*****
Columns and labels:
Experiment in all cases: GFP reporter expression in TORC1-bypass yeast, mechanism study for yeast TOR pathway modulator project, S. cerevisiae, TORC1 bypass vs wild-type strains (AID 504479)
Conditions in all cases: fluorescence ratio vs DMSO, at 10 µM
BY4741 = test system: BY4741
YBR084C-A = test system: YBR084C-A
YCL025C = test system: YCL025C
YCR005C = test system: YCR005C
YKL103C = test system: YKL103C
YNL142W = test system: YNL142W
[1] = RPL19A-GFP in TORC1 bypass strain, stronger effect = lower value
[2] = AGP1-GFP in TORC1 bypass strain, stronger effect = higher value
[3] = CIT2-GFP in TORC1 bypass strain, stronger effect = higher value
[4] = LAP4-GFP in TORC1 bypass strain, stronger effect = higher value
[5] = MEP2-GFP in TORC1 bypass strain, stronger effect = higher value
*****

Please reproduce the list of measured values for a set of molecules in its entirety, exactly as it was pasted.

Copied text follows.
Columns and labels:
Experiment in all cases: GFP reporter expression in TORC1-bypass yeast, mechanism study for yeast TOR pathway modulator project, S. cerevisiae, TORC1 bypass vs wild-type strains (AID 504479)
Conditions in all cases: fluorescence ratio vs DMSO, at 10 µM
BY4741 = test system: BY4741
YBR084C-A = test system: YBR084C-A
YCL025C = test system: YCL025C
YCR005C = test system: YCR005C
YKL103C = test system: YKL103C
YNL142W = test system: YNL142W
[1] = RPL19A-GFP in TORC1 bypass strain, stronger effect = lower value
[2] = AGP1-GFP in TORC1 bypass strain, stronger effect = higher value
[3] = CIT2-GFP in TORC1 bypass strain, stronger effect = higher value
[4] = LAP4-GFP in TORC1 bypass strain, stronger effect = higher value
[5] = MEP2-GFP in TORC1 bypass strain, stronger effect = higher value